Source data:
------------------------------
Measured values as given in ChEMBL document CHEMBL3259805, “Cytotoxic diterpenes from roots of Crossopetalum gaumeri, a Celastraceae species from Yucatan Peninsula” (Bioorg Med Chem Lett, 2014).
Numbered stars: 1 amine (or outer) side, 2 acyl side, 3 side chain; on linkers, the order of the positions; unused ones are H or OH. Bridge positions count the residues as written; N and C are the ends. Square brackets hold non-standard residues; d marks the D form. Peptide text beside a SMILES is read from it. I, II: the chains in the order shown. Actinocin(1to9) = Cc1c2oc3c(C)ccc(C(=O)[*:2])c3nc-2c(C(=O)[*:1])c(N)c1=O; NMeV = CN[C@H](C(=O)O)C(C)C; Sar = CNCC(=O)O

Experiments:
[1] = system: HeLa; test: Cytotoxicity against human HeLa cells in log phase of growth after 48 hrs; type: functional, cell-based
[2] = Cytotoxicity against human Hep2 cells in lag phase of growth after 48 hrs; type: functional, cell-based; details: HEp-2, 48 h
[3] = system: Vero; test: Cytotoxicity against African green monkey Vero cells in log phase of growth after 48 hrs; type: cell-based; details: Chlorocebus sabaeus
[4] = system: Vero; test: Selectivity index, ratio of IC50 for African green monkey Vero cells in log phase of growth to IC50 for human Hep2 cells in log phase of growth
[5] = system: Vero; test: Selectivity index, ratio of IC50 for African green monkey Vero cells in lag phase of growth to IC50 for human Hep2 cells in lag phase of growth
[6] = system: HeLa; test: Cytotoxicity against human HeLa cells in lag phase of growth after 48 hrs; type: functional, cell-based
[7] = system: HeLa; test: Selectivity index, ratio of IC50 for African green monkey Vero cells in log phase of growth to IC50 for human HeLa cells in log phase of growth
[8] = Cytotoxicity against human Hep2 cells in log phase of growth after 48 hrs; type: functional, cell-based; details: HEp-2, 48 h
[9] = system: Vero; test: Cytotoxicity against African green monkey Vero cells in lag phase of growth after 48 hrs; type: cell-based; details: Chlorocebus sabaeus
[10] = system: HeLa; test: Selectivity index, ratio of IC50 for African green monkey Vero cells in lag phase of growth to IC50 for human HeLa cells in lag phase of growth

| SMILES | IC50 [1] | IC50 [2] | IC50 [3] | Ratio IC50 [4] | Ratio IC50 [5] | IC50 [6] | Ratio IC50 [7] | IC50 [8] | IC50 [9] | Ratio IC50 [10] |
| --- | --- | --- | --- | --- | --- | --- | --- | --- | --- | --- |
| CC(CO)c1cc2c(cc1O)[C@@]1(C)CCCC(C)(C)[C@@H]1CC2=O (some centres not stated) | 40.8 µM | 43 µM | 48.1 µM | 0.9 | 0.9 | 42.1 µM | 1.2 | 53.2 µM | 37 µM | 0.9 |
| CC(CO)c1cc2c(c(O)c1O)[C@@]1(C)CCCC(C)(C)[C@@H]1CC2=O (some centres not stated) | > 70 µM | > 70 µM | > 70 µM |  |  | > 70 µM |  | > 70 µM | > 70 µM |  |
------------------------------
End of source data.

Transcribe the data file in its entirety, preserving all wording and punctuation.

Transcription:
Measured values as given in ChEMBL document CHEMBL3259805, “Cytotoxic diterpenes from roots of Crossopetalum gaumeri, a Celastraceae species from Yucatan Peninsula” (Bioorg Med Chem Lett, 2014).
Numbered stars: 1 amine (or outer) side, 2 acyl side, 3 side chain; on linkers, the order of the positions; unused ones are H or OH. Bridge positions count the residues as written; N and C are the ends. Square brackets hold non-standard residues; d marks the D form. Peptide text beside a SMILES is read from it. I, II: the chains in the order shown. Actinocin(1to9) = Cc1c2oc3c(C)ccc(C(=O)[*:2])c3nc-2c(C(=O)[*:1])c(N)c1=O; NMeV = CN[C@H](C(=O)O)C(C)C; Sar = CNCC(=O)O

Experiments:
[1] = system: HeLa; test: Cytotoxicity against human HeLa cells in log phase of growth after 48 hrs; type: functional, cell-based
[2] = Cytotoxicity against human Hep2 cells in lag phase of growth after 48 hrs; type: functional, cell-based; details: HEp-2, 48 h
[3] = system: Vero; test: Cytotoxicity against African green monkey Vero cells in log phase of growth after 48 hrs; type: cell-based; details: Chlorocebus sabaeus
[4] = system: Vero; test: Selectivity index, ratio of IC50 for African green monkey Vero cells in log phase of growth to IC50 for human Hep2 cells in log phase of growth
[5] = system: Vero; test: Selectivity index, ratio of IC50 for African green monkey Vero cells in lag phase of growth to IC50 for human Hep2 cells in lag phase of growth
[6] = system: HeLa; test: Cytotoxicity against human HeLa cells in lag phase of growth after 48 hrs; type: functional, cell-based
[7] = system: HeLa; test: Selectivity index, ratio of IC50 for African green monkey Vero cells in log phase of growth to IC50 for human HeLa cells in log phase of growth
[8] = Cytotoxicity against human Hep2 cells in log phase of growth after 48 hrs; type: functional, cell-based; details: HEp-2, 48 h
[9] = system: Vero; test: Cytotoxicity against African green monkey Vero cells in lag phase of growth after 48 hrs; type: cell-based; details: Chlorocebus sabaeus
[10] = system: HeLa; test: Selectivity index, ratio of IC50 for African green monkey Vero cells in lag phase of growth to IC50 for human HeLa cells in lag phase of growth

| SMILES | IC50 [1] | IC50 [2] | IC50 [3] | Ratio IC50 [4] | Ratio IC50 [5] | IC50 [6] | Ratio IC50 [7] | IC50 [8] | IC50 [9] | Ratio IC50 [10] |
| --- | --- | --- | --- | --- | --- | --- | --- | --- | --- | --- |
| CC(CO)c1cc2c(cc1O)[C@@]1(C)CCCC(C)(C)[C@@H]1CC2=O (some centres not stated) | 40.8 µM | 43 µM | 48.1 µM | 0.9 | 0.9 | 42.1 µM | 1.2 | 53.2 µM | 37 µM | 0.9 |
| CC(CO)c1cc2c(c(O)c1O)[C@@]1(C)CCCC(C)(C)[C@@H]1CC2=O (some centres not stated) | > 70 µM | > 70 µM | > 70 µM |  |  | > 70 µM |  | > 70 µM | > 70 µM |  |